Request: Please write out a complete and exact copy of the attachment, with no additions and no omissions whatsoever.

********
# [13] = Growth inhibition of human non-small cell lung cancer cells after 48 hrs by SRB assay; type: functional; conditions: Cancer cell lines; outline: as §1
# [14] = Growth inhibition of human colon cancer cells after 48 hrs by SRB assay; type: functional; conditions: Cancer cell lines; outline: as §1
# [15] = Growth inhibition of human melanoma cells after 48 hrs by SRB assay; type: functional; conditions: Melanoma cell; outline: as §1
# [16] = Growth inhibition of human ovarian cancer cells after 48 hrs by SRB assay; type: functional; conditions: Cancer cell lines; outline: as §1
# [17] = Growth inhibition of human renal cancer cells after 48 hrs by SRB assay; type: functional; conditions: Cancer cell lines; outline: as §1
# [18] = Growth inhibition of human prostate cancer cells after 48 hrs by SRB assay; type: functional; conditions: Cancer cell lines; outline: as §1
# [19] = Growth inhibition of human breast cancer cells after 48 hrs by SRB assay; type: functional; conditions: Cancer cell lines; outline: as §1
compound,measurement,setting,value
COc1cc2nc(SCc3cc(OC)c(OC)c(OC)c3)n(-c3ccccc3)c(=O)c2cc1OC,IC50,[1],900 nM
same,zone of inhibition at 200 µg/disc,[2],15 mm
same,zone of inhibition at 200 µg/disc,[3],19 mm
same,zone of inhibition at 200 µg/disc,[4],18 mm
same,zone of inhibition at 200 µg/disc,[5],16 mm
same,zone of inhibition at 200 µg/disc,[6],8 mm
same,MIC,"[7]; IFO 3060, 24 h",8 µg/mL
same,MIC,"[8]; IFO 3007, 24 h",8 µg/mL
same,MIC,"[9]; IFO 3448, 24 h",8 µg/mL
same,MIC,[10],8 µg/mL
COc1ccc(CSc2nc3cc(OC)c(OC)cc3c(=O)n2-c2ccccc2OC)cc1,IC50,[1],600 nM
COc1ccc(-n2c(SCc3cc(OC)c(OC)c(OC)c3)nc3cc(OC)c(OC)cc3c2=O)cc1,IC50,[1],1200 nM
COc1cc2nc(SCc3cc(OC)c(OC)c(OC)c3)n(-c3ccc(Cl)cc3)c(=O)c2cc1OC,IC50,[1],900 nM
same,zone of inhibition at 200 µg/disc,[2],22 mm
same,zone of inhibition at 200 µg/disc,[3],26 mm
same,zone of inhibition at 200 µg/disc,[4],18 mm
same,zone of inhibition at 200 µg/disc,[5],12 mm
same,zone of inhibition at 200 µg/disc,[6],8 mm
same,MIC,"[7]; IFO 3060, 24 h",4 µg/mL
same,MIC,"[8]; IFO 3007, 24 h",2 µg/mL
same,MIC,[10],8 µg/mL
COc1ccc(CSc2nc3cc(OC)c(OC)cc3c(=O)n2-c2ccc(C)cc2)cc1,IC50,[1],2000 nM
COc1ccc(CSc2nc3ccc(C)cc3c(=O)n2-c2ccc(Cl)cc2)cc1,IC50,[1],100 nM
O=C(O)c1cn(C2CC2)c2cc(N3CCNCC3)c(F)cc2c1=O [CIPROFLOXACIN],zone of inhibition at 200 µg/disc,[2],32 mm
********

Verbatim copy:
# [13] = Growth inhibition of human non-small cell lung cancer cells after 48 hrs by SRB assay; type: functional; conditions: Cancer cell lines; outline: as §1
# [14] = Growth inhibition of human colon cancer cells after 48 hrs by SRB assay; type: functional; conditions: Cancer cell lines; outline: as §1
# [15] = Growth inhibition of human melanoma cells after 48 hrs by SRB assay; type: functional; conditions: Melanoma cell; outline: as §1
# [16] = Growth inhibition of human ovarian cancer cells after 48 hrs by SRB assay; type: functional; conditions: Cancer cell lines; outline: as §1
# [17] = Growth inhibition of human renal cancer cells after 48 hrs by SRB assay; type: functional; conditions: Cancer cell lines; outline: as §1
# [18] = Growth inhibition of human prostate cancer cells after 48 hrs by SRB assay; type: functional; conditions: Cancer cell lines; outline: as §1
# [19] = Growth inhibition of human breast cancer cells after 48 hrs by SRB assay; type: functional; conditions: Cancer cell lines; outline: as §1
compound,measurement,setting,value
COc1cc2nc(SCc3cc(OC)c(OC)c(OC)c3)n(-c3ccccc3)c(=O)c2cc1OC,IC50,[1],900 nM
same,zone of inhibition at 200 µg/disc,[2],15 mm
same,zone of inhibition at 200 µg/disc,[3],19 mm
same,zone of inhibition at 200 µg/disc,[4],18 mm
same,zone of inhibition at 200 µg/disc,[5],16 mm
same,zone of inhibition at 200 µg/disc,[6],8 mm
same,MIC,"[7]; IFO 3060, 24 h",8 µg/mL
same,MIC,"[8]; IFO 3007, 24 h",8 µg/mL
same,MIC,"[9]; IFO 3448, 24 h",8 µg/mL
same,MIC,[10],8 µg/mL
COc1ccc(CSc2nc3cc(OC)c(OC)cc3c(=O)n2-c2ccccc2OC)cc1,IC50,[1],600 nM
COc1ccc(-n2c(SCc3cc(OC)c(OC)c(OC)c3)nc3cc(OC)c(OC)cc3c2=O)cc1,IC50,[1],1200 nM
COc1cc2nc(SCc3cc(OC)c(OC)c(OC)c3)n(-c3ccc(Cl)cc3)c(=O)c2cc1OC,IC50,[1],900 nM
same,zone of inhibition at 200 µg/disc,[2],22 mm
same,zone of inhibition at 200 µg/disc,[3],26 mm
same,zone of inhibition at 200 µg/disc,[4],18 mm
same,zone of inhibition at 200 µg/disc,[5],12 mm
same,zone of inhibition at 200 µg/disc,[6],8 mm
same,MIC,"[7]; IFO 3060, 24 h",4 µg/mL
same,MIC,"[8]; IFO 3007, 24 h",2 µg/mL
same,MIC,[10],8 µg/mL
COc1ccc(CSc2nc3cc(OC)c(OC)cc3c(=O)n2-c2ccc(C)cc2)cc1,IC50,[1],2000 nM
COc1ccc(CSc2nc3ccc(C)cc3c(=O)n2-c2ccc(Cl)cc2)cc1,IC50,[1],100 nM
O=C(O)c1cn(C2CC2)c2cc(N3CCNCC3)c(F)cc2c1=O [CIPROFLOXACIN],zone of inhibition at 200 µg/disc,[2],32 mm